I have rice filled conditioning bag is it good for improve knuckles ? Or do I need make new one with mung beans ?

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    Dead link. Also, please don't try to "condition" your knuckles. It provides no benefit and has zero basis in science. – coinbird May 7 '18 at 15:11
  • I can now open the link. It is of a bag made out of duct tape. Presumably, there is rice or mung beans inside. – Andrew Jay May 7 '18 at 17:58

I no longer condition the knuckles, because I wondered why I needed to condition them in the first place. As a rule of thumb, fists are considered "hard", and hard should strike soft, while soft should strike hard.

Given this concept, the only purpose for such conditioning is to have the fist strike something hard - like the skull or jaw, and usually, this isn't very safe to do. In any case, if you're young, you can probably get away with it. But when you get older, you find better ways to strike that require no conditioning. Punching the stomach, for example, does not require knuckle conditioning.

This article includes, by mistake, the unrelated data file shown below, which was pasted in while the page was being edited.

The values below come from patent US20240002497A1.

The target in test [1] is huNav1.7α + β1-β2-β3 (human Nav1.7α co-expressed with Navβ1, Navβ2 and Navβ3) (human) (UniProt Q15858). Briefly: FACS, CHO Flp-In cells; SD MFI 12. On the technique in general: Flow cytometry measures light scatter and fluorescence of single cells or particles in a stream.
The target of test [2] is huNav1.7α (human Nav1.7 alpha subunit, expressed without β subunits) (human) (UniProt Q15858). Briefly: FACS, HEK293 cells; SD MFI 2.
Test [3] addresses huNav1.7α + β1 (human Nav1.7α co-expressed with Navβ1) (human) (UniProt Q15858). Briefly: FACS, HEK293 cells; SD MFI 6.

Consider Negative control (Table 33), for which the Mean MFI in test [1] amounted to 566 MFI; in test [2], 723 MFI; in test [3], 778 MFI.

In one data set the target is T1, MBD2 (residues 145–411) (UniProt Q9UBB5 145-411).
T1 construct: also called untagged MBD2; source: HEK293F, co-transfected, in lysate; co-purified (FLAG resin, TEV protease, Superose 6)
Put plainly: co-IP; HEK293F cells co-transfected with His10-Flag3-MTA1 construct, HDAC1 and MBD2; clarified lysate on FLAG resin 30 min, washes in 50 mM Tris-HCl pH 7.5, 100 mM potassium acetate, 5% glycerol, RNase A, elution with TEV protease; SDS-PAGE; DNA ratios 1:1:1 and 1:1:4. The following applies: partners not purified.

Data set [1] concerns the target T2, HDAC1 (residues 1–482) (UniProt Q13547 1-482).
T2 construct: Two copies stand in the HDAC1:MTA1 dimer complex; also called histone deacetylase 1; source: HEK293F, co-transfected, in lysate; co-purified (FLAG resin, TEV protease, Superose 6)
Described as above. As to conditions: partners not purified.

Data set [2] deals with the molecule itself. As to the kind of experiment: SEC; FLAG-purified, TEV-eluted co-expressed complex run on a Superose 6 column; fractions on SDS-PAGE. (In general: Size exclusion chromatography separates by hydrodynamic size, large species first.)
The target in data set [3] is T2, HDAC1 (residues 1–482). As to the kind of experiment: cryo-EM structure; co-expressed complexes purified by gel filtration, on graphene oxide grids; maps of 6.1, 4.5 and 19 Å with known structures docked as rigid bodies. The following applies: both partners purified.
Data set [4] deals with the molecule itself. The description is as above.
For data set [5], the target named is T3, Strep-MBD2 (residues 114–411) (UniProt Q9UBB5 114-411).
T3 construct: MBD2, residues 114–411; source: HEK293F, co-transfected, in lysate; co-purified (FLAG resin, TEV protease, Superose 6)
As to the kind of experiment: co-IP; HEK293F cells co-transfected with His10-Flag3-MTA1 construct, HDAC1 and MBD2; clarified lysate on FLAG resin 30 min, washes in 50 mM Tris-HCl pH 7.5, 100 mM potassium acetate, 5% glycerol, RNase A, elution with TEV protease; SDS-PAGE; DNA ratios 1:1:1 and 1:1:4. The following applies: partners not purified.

Having said that, my older days of knuckle (and fingertip) training used mung beans because the oils in the beans would help keep the hands from drying out. Rice was taboo because it would rob your hands of moisture (it's commonly added to salt shakers to do just this!)


Now I can open the link which is of a bag made out of duct tape and filled with either mung bean or rice. I wouldn't use either for conditioning, that's not how you condition knuckles. We would fill a large pot filled with mung bean and punch the dried out mung beans. But the idea of conditioning knuckles at all is questionable at best.


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